AUSTIN, Texas — The chief of Texas State Police on Tuesday issued a sharp and emphatic rebuke to the police response to a shooting last month at Robb Elementary School in Uvalde, Texas, calling it “an abject failure” that went against the grain. against decades of training.
In his remarks before a state Senate special committee in Austin, Steven McCraw, the director of the Department of Public Security, gave the most complete public account yet of his agency’s months-old investigation and a strong argument that officers on the ground – and should have confronted the gunman immediately upon arrival. Just minutes after a gunman began firing at children on May 24, he said, officers on the ground had enough firepower and protective equipment to burst into classrooms.
“The only thing that prevented a corridor of dedicated officers from entering rooms 111 and 112 was the commander on site,” Mr McCraw said.
But the commander “decided to put the lives of officers before the lives of children,” he said, postponing confronting the gunman for more than an hour while “waiting for a key that was never needed.”
Most of the victims appear to have been shot in the shooter’s first few minutes in the classroom. But Mr McCraw’s testimony addressed a central and painful question that still hung over the massacre and police’s delayed response, one that investigators have attempted to answer through agent interviews and video reviews: Were locked the doors of the classrooms, allowing police officers to come in in time to save others?
“Based on the information we have now, I don’t believe that door was ever secured,” said Mr. McCraw of the classroom door the gunman entered. “The door was not secured.”
He said classroom doors in the school would normally be set with a key to lock automatically when closed. But the gunman had managed to get into the classroom, he noted, suggesting the door hadn’t been locked or not closed completely. A teacher had made a request for the lock to be repaired before the shooting, he said, adding that the lock wasn’t broken, but the so-called striker plate was “dysfunctional,” forcing someone to pull it to get it closed.
Anyway, he said, “You can’t lock the door from the inside. And there is no way for the subject to lock the door from the inside.
mr. McCraw directed his blame at the scene commander, whom he identified as Uvalde School District Police Chief, Pete Arredondo, who he said was the highest ranking person on the scene.
The chief has said he didn’t consider himself the boss, but Mr McCraw disputed that. “If you’re going to give commands, if you’re going to lead action,” he said, “you’re the commander on the ground.”
The delayed confrontation with the gunman, Mr McCraw said, “contradicted everything we’ve learned over the past two decades since the Columbine massacre” in 1999.
Several senators reacted with shock and anger. “Every shot is a death,” said Senator Paul Bettencourt, a Republican from the Houston suburbs. “And yet this incident commander finds every reason to do nothing.”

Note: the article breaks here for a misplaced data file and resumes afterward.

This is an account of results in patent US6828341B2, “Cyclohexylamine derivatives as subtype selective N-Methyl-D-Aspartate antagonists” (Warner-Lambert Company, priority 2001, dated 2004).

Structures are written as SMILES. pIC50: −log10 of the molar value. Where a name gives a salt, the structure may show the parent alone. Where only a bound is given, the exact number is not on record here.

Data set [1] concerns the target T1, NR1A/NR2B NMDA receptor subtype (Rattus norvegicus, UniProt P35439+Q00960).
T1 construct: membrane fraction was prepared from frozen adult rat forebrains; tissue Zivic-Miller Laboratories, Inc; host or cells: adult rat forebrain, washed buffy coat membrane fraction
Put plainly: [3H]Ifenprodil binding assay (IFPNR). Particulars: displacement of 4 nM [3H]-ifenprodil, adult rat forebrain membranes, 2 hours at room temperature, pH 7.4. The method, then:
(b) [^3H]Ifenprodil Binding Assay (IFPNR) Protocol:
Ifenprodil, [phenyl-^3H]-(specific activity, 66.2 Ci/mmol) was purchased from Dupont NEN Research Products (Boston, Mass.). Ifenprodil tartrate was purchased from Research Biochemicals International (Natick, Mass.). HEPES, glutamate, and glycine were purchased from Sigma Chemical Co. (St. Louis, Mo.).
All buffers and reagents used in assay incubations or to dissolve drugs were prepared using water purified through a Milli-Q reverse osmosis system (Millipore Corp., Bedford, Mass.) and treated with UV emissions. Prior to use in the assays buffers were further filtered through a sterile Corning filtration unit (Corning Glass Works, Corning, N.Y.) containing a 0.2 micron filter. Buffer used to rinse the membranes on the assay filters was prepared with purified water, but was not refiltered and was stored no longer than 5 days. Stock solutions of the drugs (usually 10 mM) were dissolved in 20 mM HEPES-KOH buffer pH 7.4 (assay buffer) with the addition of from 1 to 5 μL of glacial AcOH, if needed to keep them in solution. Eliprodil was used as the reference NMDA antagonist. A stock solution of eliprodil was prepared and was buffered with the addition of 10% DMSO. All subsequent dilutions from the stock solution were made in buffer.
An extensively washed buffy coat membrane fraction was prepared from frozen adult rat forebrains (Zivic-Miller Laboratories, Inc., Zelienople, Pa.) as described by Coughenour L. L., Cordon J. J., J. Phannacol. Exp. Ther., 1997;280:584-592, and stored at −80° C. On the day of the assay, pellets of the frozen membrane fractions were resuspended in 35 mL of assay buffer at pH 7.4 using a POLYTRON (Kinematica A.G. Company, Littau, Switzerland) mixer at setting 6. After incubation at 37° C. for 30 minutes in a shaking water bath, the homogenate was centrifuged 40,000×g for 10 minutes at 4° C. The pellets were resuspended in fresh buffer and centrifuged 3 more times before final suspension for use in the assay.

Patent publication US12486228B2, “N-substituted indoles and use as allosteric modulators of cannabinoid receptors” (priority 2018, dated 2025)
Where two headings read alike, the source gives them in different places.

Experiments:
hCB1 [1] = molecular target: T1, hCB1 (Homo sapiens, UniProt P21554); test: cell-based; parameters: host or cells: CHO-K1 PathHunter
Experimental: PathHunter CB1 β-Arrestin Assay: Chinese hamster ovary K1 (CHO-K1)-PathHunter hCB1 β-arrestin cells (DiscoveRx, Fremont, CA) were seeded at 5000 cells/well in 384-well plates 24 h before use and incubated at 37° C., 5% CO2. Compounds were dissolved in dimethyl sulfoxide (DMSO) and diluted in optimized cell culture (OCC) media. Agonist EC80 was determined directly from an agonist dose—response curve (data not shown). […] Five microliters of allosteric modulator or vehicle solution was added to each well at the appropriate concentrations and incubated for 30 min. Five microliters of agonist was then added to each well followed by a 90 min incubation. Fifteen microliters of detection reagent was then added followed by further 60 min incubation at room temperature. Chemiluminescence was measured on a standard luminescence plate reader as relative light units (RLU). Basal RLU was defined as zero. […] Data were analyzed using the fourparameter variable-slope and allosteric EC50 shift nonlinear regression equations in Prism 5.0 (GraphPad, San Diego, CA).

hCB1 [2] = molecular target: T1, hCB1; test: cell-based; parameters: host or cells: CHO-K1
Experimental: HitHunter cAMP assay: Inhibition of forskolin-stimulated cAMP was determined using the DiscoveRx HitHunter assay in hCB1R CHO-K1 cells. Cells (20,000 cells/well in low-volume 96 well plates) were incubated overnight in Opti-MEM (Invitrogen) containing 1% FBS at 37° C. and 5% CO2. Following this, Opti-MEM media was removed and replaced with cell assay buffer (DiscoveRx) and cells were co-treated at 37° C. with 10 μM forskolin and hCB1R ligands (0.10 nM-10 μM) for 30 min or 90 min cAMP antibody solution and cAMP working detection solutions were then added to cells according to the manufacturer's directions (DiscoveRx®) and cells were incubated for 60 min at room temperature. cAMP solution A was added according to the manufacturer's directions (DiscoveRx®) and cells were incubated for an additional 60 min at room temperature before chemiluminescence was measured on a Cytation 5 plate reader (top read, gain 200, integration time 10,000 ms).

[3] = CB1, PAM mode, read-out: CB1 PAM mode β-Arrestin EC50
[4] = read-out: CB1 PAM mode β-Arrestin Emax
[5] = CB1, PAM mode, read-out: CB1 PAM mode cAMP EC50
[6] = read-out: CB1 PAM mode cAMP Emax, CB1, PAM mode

“I challenge this chief to testify in public,” Mr Bettencourt said loudly at one point, referring to Chief Arredondo. The chief was also at the state capitol on Tuesday to testify before a closed-door hearing of a Texas House inquiry committee. He did not speak before or after the news media.
An attorney for Chief Arredondo has not responded to a request for comment and the Chief has said he will not discuss the matter further until the investigation is completed.
Mr. McCraw has been the director of the public safety department since 2009 and oversees both the state police and the Texas Rangers, the organization investigating the Uvalde shooting. Born in El Paso, Mr. McCraw started out as a Texas State Trooper in the 1970s and later rose through the ranks of the FBI before returning to the Texas Police Department as the state’s director of homeland security under Governor Rick Perry.
His testimony, lasting more than four hours, was unusually charged as it followed weeks with little to no official updates on the investigation and came after a hesitant and disturbing first attempt by top officials to provide details about the shooting and the police. answer.
On Tuesday, Mr. McCraw brought poster boards showing a timeline of the shooting and police response to the school, photos of doors in the school and two maps showing the gunman and police officers entering the school and then the two connected classrooms. . He walked between them as he presented the investigators’ findings to the assembled senators. He also had a section of a classroom door, taken from Robb Elementary, demonstrating the locking mechanism.
The senators asked direct questions about the response, but also addressed the wider political debates about school safety and gun control that have erupted after the Uvalde shooting.
“It doesn’t take a gun,” said Senator Bob Hall, an East Texas Republican. “This man had enough time to do it with his hands. Or a baseball bat.”
Jon Rosenthal, a Texas House Democratic member who followed the hearing from afar, took an opposite lesson. “Tell me again how arming our teachers is your solution to the gun violence problem,” he said wrote on Twitter† “The problem is the GUNS.”